In the (former) German Democratic Republic the development of socialist museology was seen as reaction against the bourgeois museology of the Federal Republic of Germany [note 5]. This line of thought is, for example, followed by Klaus Schreiner. To Schreiner the principal objective of museology is 'the evolvement of special theoretical fundaments and sets of instruments and/or procedures for convenient practical action (...). Museology is thus becoming a guide for museum activity, a guide for practical action' (Schreiner 1985: 36). This sounds non-committal, but it should be noted that Schreiner's position in museology is defined by his Marxist-Leninist starting point and has, as subsequently strong political drive as can be found in 'new museology'. 
The East-Berlin Institut fur Museumswesen defined the subject-matter of museology as the relationship between society and museums, as well as the specific scientific and cultural role of museums. The purpose is the development of a socialist museum field. As Schreiner puts it: 'As social discipline museology has class character (in the class society). The world view and the gnoseological and methodological foundations of marxist-leninist museology is derived from dialectical and historical materialism' [note 6]. Museology has class character, which means that it is defined by the ideology of the class using it. In the case of the German Democratic Republic this meant that museology should help museums to contribute to the development of a socialist society and the foundation of a socialist culture [note 7]. 
Not by coincidence, this class character of museology is rejected by the American museologist Burcaw: 'If each political system (...) is to decree its own museology, it will hurt the museum profession as a whole, making it difficult to understand where our common ground lies. It would be better for all of us, world wide, to accept that there is one general profession and one general museology' (Burcaw 1983: 11). Burcaw advocates a museology free from ideology. He sees a difference between museums in western countries and those in socialist countries. In socialist countries 'the purpose, beyond general education, is to spread Marxist ideology to the public' (Burcaw 1981: 29). 'In western countries, "service of society" means giving people what they want, consistent with the museum's serious educational nature, not what government decides the public should be given' (Burcaw 1983: 12). Burcaw's claims are easily disproved. Museums in western countries are not clear of ideology, hence museological thinking in western countries is not free from ideology either [note 8]. 
Nevertheless, views as expressed by museologists like Burcaw have influenced the acceptance of ICOFOM as a committee, as well as museology as academic discipline in the Western world. As has been stated before, Burcaw said what many others thought: the international museology discourse is used to spread communist ideas. The role of museologists from the socialist countries from East Europe in the International Committee for Museology seemed to support this opinion (see Chapter 3). However, at the moment when the political changes in Europe were settled the most militant supporters of a marxist-leninist museology were already retired (Hühns, Jahn) or dead (Razgon, Schreiner) [note 9].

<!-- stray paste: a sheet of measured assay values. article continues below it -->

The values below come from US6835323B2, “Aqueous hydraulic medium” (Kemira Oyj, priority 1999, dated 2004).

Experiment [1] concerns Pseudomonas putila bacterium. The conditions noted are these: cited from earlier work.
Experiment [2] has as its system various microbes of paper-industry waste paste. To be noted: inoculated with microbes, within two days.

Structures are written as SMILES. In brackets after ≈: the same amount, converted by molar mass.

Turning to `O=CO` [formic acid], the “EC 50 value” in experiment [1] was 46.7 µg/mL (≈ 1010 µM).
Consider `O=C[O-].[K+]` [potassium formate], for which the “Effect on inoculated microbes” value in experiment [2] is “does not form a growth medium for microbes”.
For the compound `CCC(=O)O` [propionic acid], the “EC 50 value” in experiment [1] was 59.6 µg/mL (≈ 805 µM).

New museology 
The term 'new museology' has been introduced in museological literature at at least three different times at three different places. The term has been used by Benoist (1971: 29) in connection with the developments during the early 20th century when the art museum started to present well selected masterpieces in a sparse and neutral way (cf 'museum modernization movement'). The term was also used in 1958 by the Americans Mills and Grove in their contribution to De Borghegyi's book The modern museum and the community. In 1980 the term 'muséologie nouvelle' was introduced in France by André Desvallées when he was asked to write an article on museology for the supplement of the Encyclopaedia Universalis. Finally, the term was introduced in Great Britain by Peter Vergo when he published his book The new museology in 1989. The use of the term was always connected with the changing role of museums in education and in the society at large. Current museum practices were considered obsolete and the whole attitude of the professional was criticised. The profession is urged to renew itself in the perspective of a new social commitment. 
It is the French concept of 'muséologie nouvelle' that gradually became recognised as one of the main streams within museology. The term has been monopolised by two, related, organisations: the Association 'Muséologie Nouvelle et Experimentation Sociale' (MNES), and the Movement Internationale pour la Muséologie Nouvelle (MINOM). MNES was founded in 1982 in France to united the supporters of the new museology. It criticises the dominant role of curators, of art museums and of the museums in Paris. MINOM was founded in 1985 by a group op people who were not satisfied by the policy of ICOFOM (see Chapter 3).